Ventriculoperitoneal (VP) shunts are among the most frequently performed operations in the management of hydrocephalus. Hepatic cerebrospinal fluid (CSF) pseudocyst is a rare but important complication in patients with a VP shunt insertion. In addition to presenting our own case, we performed a PubMed search to comprehensively illustrate the predisposing factors, clinical picture, diagnostic methods, and surgical treatment. This article represents an update for this condition.
A 40-year-old male was admitted to a hospital complaining of fever, abdominal distention, and pain. He had undergone a VP shunt for communicating hydrocephalus caused by a head trauma one year earlier. Laboratory studies showed liver enzymes alterations, and imaging studies demonstrated a well-defined intraaxially hepatic cyst with the shunt catheter placed inside. Staphylococcus epidermis was cultured via CSF. After removing the VP shunt and an adequate antibiotic treatment, the complication of hepatic CSF pseudocyst was resolved.
Hepatic CSF pseudocyst is a rare complication of a VP shunt. Once the diagnosis is verified and if the CSF is sterile, just simply remove the peritoneal catheter and reposition a new one in the abdomen. We believe that it is not necessary to remove or aspirate the hepatic intraaxial pseudocyst, because of the risk of bleeding. In case of CSF infection, the VP shunt can be removed and/or an external derivation can be made, and after treatment with antibiotics, a new VP shunt is placed in the opposite side of the peritoneum.
Cerebrospinal fluid pseudocyst; hepatic pseudocyst; hydrocephalus; ventriculoperitoneal shunt complication
Extramedullary hematopoiesis is defined as the formation of blood cells outside the bone marrow. It is a common manifestation of many chronic hemolytic anemias, and typically involves the liver, spleen, and lymph nodes. Only rarely is the spinal epidural space involved.
We describe a 25-year-old male, known to have thalassemia intermedia, who presented with a 1-month history of stiffness and weakness in both lower extremities. On physical examination, he had palpable splenomegaly accompanied by spinal tenderness at the D5 level, weakness in both lower extremities, hyperactive bilateral Patellar and Achilles reflexes with bilateral Babinski responses, and a graded sensory loss to pin appreciation below D5.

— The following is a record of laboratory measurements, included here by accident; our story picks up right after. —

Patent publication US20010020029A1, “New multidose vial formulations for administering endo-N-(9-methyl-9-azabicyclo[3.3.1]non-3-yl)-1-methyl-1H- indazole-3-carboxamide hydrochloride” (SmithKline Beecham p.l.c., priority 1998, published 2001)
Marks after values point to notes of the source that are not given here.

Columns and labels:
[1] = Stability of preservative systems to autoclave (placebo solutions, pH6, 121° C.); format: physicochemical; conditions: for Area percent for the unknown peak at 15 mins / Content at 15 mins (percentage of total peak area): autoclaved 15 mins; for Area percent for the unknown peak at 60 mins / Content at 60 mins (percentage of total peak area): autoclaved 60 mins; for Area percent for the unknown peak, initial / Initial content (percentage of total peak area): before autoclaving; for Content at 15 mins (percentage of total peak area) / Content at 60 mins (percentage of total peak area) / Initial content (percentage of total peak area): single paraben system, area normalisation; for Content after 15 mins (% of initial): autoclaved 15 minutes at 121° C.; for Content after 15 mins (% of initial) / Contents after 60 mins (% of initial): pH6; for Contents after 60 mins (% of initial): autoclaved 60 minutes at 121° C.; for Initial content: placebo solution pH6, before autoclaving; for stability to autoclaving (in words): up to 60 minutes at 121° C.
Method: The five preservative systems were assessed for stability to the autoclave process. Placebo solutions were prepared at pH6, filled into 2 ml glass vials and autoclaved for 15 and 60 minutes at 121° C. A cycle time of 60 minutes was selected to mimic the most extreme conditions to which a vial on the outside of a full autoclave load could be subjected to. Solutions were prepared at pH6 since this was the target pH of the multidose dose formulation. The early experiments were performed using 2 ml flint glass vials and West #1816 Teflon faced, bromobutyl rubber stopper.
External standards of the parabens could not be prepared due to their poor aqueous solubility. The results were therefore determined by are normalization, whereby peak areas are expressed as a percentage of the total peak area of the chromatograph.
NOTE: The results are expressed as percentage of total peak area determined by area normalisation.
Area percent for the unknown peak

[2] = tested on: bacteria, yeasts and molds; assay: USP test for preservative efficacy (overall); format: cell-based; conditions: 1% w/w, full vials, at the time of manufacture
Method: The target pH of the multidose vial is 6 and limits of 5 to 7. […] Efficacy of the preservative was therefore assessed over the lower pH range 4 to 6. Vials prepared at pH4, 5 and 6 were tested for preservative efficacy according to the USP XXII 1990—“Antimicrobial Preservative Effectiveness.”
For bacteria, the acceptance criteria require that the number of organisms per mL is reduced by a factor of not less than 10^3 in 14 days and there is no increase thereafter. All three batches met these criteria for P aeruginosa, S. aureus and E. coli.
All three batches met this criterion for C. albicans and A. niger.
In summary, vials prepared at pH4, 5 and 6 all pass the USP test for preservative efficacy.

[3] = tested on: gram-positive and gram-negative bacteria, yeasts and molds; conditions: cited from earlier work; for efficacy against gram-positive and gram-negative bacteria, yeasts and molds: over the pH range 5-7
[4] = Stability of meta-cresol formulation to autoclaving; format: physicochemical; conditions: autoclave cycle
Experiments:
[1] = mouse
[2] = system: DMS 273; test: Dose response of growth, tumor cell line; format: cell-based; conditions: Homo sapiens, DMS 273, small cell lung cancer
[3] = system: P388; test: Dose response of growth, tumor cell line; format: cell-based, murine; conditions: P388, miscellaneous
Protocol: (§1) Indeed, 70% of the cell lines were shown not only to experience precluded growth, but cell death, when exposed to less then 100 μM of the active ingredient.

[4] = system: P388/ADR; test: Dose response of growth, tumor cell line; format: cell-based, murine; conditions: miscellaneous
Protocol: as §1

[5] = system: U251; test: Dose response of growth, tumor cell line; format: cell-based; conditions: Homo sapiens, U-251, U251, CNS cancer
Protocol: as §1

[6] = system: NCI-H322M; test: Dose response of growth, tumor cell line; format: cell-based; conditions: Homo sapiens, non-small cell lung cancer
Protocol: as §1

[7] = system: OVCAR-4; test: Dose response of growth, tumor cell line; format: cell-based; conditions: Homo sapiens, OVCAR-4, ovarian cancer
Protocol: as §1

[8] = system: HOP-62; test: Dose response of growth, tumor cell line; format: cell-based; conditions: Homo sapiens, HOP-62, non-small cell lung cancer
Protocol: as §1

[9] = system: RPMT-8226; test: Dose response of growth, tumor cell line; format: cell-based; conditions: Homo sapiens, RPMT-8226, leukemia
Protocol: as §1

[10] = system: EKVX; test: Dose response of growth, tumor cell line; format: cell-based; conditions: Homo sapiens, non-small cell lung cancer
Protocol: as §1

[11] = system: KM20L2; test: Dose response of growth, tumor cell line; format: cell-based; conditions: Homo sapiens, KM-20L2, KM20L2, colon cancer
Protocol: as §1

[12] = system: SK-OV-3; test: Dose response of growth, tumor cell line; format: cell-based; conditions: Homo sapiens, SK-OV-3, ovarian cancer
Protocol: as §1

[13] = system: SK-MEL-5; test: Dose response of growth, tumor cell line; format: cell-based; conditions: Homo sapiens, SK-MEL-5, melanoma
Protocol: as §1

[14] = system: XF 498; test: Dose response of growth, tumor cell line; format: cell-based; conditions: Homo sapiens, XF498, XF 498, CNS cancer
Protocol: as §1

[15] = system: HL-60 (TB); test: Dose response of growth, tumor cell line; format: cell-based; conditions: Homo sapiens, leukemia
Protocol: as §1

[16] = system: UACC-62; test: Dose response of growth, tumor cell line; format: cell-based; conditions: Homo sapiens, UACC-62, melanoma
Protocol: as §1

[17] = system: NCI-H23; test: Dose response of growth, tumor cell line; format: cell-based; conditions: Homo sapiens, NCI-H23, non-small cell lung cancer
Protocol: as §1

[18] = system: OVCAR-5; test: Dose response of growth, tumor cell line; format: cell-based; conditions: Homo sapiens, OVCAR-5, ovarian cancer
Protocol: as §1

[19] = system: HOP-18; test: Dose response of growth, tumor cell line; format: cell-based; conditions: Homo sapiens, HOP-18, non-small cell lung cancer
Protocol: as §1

The magnetic resonance (MR) study revealed a posterior, isointense and soft tissue epidural mass extending from D2 to D12 on both the T1- and T2-weighted images. These findings were consistent with the diagnosis of “red marrow,” and long-segment spinal epidural extramedullary hematopoiesis.
Although extramedullary hematopoiesis is rarely encountered within the spinal canal, it should be considered among the differential diagnoses when a posterior compressive thoracic lesion contributes to myelopathy in a patient with a history of thalassemia intermedia and the accompanying chronic hemolytic anemia.
Extramedullary hematopoiesis; epidural; thalassemia
Dimethylfumarate (DMF), a drug used in the treatment of psoriasis and multiple sclerosis, has been shown to limit the growth of melanoma cells. The ability of DMF to inhibit the Rel protein has been used to explain the antioncogenic properties of this drug. Studies analyzing the effect of DMF in gliomas are limited. Therefore, we investigated the potential antitumor effects of DMF by assessing its effects on proliferation, cell death, and differentiation in gliomas in several glioma models.
Mouse glioma Gl261, human glioblastoma A172 and human glioblastoma cells from patients were exposed to DMF at therapeutic concentrations (100 μM) and supratherapeutic concentrations (300 μM) and studies to assess proliferation, cellular lysis, and differentiation undertaken. The 5-bromo-2’-deoxyuridine (BRDU) proliferation assay and lactate dehydrogenase LDH cell lysis assay were used. Immunocytochemistry was used to assess differentiation: CD133 (stem cell marker), Nestin (progenitor marker), Sox2 (progenitor marker), β-tubulin III (neuronal marker), glial fibrillary acidic protein (astrocytic marker), and myelin basic protein (oligodendrocytic marker). We also assessed cellular expression of nuclear factor kappa B (NF-κB) via immunocytochemistry.
Proliferation significantly decreased and tumor cell lysis significantly increased in all tumor cell lines after exposure to DMF. The human glioblastoma cells expressed the Neuronal Stem Cell marker CD133, Progenitor Cell markers, Neuronal and Astrocytic Cell Markers in vitro. When exposed to DMF, a drastic decline in CD133 expression was observed in addition to a decrease in the expression of NF-κB.
DMF appears to have a promising role in the treatment of malignant brain neoplasms. DMF reduced proliferation rate, generated cell lysis, decreased the expression of NF-κB, and restricted the growth of CD133 cells in gliomas. This suggests that DMF may be considered for further antitumor studies, and provide a new treatment modality for brain tumors.
Astrocytes; dimethylfumarate; glioma; glioblastoma; NF-κB
Various vascular, neoplastic, and epileptogenic pathologies occur in the mediobasal temporal region. A transsylvian translimen insula (TTI) approach can be used as an alternative to temporal transcortical approach to the mediobasal temporal region. The aim of this study was to demonstrate the surgical anatomy of the TTI approach, including the gyral, sulcal, and vascular anatomy in and around the limen insula. The use of this approach is illustrated in the resection of a complex arteriovenous malformation.
The TTI approach to the mediobasal temporal region was performed on three silicone-injected cadaveric heads. The gyral, sulcal, and arterial anatomy of the limen insula was studied in six formalin-fixed injected hemispheres.